When was the last time you read a book that knocked your socks off? The experience I just had—with Donna Tartt’s latest novel, The Goldfinch—was so incredible that I’m embarrassed to try to describe it with words. Because my words can’t hold a candle to hers! I had so many emotions while reading Tartt’s 771-page tome that I hardly know where to begin.
But I’ll start with the first thing that wowed me about the book—the writing. The words. The metaphors. The descriptions. I found myself thinking over and over as I was reading, “How does she come up with these words? With these magical sentences?” As I return to the difficult work of finishing revisions on my novel, I find myself jealous of her talent. But also with a renewed commitment to a work ethic—Tartt spends about ten years on each novel she writes. And they have all three been blockbusters. But back to the words. A sampling:
…I saw, really saw, looking back down the years with all clear-headed and articulate despair, that the world and everything in it was intolerably and permanently fucked and nothing had ever been good or okay, unbearable claustrophobia of the soul….
Claustrophobia of the soul. Doesn’t that speak volumes about the protag’s state of mind?
Tartt captures the book’s diverse settings—New York City, Las Vegas, and Amsterdam, in particular—with details, large and small, that bring each location tangibly into view. Like this scene in Amsterdam:
On the street: multicolored neon angels, in silhouette, leaning out from the tops of the buildings like ship figureheads. Blue spangles, white spangles, tracers, cascades of white lights….
And this one:
I stirred at the potato mess with my fork and felt the strangeness of the city pressing in all around me, smells of tobacco and malt an nutmeg, café walls the melancholy brown of an old leather-bound book and then beyond, dark passages and brackish water lapping, low skies and old buildings all leaning against each other with a moody, poetic, edge-of-destruction feel, the cobblestoned loneliness of a city that felt—to me, anyway—like a place where you might come to let the water close over your head.
Tartt paints each character with as fine a brush as she uses on settings. Like Theo’s mother—seen through the eyes of an adoring and grieving son:
She was beautiful… And yet she was wholly herself: a rarity…. She had black hair, fair skin that freckled in summer, china-blue eyes with a lot of light in them; and in the slant of her cheekbones there was such an eccentric mixture of the tribal and the Celtic Twilight that sometimes people guessed she was Icelandic…. She moved with a thrilling quickness, gestures sudden and light, always perched on the edge of her seat like some long elegant marshbird about to startle and fly away.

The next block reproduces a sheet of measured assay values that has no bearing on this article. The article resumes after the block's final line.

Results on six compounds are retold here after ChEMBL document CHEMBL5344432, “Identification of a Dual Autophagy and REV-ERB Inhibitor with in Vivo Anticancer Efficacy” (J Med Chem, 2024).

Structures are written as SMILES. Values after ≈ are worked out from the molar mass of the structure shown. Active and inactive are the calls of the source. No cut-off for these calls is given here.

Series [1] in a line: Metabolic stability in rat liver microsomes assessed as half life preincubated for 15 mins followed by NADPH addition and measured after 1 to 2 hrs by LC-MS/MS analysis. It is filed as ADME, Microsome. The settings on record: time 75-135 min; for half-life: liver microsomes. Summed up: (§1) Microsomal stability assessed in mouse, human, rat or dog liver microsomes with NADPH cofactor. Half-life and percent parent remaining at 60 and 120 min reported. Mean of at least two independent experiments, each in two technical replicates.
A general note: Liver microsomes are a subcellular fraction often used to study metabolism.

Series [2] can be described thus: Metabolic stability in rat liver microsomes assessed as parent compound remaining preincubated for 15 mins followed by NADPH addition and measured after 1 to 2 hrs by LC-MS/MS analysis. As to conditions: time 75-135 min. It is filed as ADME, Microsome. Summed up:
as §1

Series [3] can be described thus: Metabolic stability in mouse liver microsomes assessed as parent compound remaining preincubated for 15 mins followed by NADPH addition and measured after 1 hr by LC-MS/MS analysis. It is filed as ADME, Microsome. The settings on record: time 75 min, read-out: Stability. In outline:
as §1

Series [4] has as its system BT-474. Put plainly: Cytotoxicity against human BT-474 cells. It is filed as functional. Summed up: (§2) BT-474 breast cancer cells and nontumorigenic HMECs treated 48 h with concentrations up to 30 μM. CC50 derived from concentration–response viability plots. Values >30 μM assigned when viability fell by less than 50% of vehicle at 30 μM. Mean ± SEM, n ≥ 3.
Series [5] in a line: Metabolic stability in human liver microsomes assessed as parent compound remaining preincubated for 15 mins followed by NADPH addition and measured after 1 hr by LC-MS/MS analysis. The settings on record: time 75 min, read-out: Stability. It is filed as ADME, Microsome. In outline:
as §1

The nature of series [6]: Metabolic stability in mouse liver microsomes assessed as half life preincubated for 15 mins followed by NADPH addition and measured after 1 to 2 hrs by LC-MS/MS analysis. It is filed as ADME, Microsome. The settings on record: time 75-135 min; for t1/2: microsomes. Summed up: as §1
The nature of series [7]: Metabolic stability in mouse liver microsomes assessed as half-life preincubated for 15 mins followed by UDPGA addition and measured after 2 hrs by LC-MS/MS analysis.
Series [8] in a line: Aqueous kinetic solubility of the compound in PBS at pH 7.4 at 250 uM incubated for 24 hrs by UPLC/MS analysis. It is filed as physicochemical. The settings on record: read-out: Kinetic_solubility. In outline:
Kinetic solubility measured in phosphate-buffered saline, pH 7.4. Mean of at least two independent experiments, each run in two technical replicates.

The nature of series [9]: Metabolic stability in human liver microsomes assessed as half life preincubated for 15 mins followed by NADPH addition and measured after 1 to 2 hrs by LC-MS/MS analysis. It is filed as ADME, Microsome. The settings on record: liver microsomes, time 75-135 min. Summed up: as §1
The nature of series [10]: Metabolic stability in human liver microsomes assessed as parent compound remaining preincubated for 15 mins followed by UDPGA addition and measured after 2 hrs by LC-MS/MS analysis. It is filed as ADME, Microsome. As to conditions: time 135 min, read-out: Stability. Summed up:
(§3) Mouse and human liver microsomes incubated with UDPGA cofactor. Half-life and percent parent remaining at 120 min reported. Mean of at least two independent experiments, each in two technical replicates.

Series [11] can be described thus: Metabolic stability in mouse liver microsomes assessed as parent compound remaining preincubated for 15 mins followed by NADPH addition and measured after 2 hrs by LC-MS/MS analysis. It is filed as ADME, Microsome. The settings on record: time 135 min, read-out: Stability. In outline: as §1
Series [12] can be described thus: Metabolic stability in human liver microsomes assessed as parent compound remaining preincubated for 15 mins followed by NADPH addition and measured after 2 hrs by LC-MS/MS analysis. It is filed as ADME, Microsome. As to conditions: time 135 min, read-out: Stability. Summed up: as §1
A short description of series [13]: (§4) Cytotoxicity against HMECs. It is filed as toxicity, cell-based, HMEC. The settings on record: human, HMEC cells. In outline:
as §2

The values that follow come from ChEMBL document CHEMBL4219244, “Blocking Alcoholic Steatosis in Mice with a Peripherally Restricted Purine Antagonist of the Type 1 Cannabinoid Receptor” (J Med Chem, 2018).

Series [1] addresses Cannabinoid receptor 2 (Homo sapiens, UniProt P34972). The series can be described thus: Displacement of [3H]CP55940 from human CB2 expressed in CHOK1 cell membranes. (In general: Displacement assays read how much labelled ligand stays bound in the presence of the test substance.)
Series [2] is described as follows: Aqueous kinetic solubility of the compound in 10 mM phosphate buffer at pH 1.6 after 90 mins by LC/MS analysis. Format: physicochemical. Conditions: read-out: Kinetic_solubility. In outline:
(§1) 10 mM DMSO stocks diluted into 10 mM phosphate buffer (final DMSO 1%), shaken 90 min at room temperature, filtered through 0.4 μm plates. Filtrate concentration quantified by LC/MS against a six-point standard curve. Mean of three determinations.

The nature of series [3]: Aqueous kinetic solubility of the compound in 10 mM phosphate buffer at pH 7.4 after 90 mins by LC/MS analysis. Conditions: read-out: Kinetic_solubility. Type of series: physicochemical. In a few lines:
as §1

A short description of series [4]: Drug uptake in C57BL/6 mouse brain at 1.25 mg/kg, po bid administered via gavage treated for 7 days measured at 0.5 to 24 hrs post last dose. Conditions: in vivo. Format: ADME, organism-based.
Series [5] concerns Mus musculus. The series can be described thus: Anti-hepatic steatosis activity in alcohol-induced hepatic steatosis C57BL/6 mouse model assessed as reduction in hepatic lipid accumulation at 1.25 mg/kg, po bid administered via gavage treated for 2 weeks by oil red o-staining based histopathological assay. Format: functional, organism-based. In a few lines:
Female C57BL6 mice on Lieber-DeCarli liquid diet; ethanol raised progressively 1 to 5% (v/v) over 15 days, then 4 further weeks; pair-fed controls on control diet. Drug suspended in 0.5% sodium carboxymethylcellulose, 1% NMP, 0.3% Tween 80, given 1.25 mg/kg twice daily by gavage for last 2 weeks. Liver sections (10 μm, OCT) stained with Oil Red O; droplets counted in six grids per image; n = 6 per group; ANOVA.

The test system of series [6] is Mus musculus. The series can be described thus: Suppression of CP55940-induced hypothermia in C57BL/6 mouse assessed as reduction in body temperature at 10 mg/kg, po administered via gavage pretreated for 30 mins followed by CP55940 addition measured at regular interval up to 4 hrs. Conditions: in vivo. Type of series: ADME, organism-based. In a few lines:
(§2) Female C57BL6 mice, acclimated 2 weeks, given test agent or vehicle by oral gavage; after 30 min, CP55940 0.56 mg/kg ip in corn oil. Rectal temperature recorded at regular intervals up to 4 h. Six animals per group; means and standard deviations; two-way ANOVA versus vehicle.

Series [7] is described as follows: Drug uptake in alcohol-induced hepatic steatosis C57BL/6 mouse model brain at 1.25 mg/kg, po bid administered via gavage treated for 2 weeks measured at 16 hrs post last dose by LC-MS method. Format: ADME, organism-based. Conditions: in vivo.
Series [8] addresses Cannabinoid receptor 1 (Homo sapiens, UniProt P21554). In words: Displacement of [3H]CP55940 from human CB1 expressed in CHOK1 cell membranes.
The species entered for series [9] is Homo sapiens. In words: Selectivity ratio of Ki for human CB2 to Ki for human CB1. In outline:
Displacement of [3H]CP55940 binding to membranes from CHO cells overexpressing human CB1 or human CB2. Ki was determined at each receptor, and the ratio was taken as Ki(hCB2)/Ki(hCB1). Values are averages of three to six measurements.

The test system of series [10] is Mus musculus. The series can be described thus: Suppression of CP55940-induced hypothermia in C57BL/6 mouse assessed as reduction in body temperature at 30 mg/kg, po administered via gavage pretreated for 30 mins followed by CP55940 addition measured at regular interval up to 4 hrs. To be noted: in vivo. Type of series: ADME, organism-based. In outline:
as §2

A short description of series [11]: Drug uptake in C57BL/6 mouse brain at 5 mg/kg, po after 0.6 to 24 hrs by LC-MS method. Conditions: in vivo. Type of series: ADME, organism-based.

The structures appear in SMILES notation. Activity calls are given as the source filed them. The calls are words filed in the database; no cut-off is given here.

And Theo’s impressions of his father’s house in Vegas, having lived in New York City for all of his life until then:
The twilights out there were florid and melodramatic, great sweeps of orange and crimson and Lawrence-in-the-desert vermilion, then night dropping dark and hard like a slammed door…. The days were clear and beautiful; and, as September rolled around, the hateful glare gave way to a certain luminosity, a dusty, golden quality.
You can see it, right? And these are just a few samples… the book is FULL of them.
But Tartt’s characters are drawn with even more vivid descriptions and depth. All multi-dimensional—the good guys and bad guys alike. And isn’t that what real people are like? In this passage, Theo describes Pippa and his feelings for her:
She was the missing kingdom, the unbruised part of myself I’d lost with my mother. Everything about her was a snowstorm of fascination, from the antique valentines and embroidered Chinese coats she collected to her tiny scented bottles from Neal’s Yard Remedies; there had always been something bright and magical about her unknown faraway life….
Near the end of the book, as Theo reflects on everything he’s been through, he says:
And as much as I’d like to believe there’s a truth beyond illusion, I’ve come to believe that there’s no truth beyond illusion. Because, between ‘reality’ on the one hand, and the point where the mind strikes reality, there’s a middle zone, a rainbow edge where beauty comes into being, where two very different surfaces mingle and blur to provide what life does not; and this is the space where all art exists, and all magic.
Whether you agree with her/him (Tartt, the author, writing through Theo, the protagonist) or not, you must love their words. Their reflections on truth and reality and beauty and art and magic. The book is full of all those things, which is another reason I love it. The protagonist credits the painting, “The Goldfinch,” with his own personal survival in many ways, praising it and “whatever teaches us to sing ourselves out of despair.”
And I add my own love to the history of people who have loved beautiful things, and looked out for them, and pulled them from the fire, and sought them when they were lost, and tried to preserve them and save then while passing them along literally from hand to hand, singing out brilliantly from the wreck of time to the next generation of lovers, and the next.
I was emailing with a close friend who just finished reading The Goldfinch a couple of weeks ago. Like me, she was sad to be finished with it, and also sad that we will probably have to wait another decade for Tartt’s next novel. (Tartt rarely gives interviews, but here’s one you might enjoy. Did you know she’s from Greenwood, Mississippi, and went to school at Ole Miss?) And don’t you love it that the painting is drawing crowds at New York’s Frick Museum since the release of the novel? Another space where art exists….